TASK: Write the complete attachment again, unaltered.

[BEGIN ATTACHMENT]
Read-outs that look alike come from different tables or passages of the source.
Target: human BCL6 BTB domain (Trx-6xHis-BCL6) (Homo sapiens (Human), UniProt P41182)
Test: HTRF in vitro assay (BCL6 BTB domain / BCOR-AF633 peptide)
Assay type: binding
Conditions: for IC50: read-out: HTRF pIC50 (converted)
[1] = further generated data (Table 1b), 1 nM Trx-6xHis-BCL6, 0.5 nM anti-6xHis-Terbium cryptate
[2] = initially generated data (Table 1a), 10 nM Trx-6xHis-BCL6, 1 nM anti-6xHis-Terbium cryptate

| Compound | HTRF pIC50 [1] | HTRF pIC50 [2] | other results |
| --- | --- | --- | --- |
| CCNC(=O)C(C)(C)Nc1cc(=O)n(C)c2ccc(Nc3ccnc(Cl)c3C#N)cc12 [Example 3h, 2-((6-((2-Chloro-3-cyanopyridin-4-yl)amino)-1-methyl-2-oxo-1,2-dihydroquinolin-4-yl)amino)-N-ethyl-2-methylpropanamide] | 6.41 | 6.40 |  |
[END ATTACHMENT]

Read-outs that look alike come from different tables or passages of the source.
Target: human BCL6 BTB domain (Trx-6xHis-BCL6) (Homo sapiens (Human), UniProt P41182)
Test: HTRF in vitro assay (BCL6 BTB domain / BCOR-AF633 peptide)
Assay type: binding
Conditions: for IC50: read-out: HTRF pIC50 (converted)
[1] = further generated data (Table 1b), 1 nM Trx-6xHis-BCL6, 0.5 nM anti-6xHis-Terbium cryptate
[2] = initially generated data (Table 1a), 10 nM Trx-6xHis-BCL6, 1 nM anti-6xHis-Terbium cryptate

| Compound | HTRF pIC50 [1] | HTRF pIC50 [2] | other results |
| --- | --- | --- | --- |
| CCNC(=O)C(C)(C)Nc1cc(=O)n(C)c2ccc(Nc3ccnc(Cl)c3C#N)cc12 [Example 3h, 2-((6-((2-Chloro-3-cyanopyridin-4-yl)amino)-1-methyl-2-oxo-1,2-dihydroquinolin-4-yl)amino)-N-ethyl-2-methylpropanamide] | 6.41 | 6.40 |  |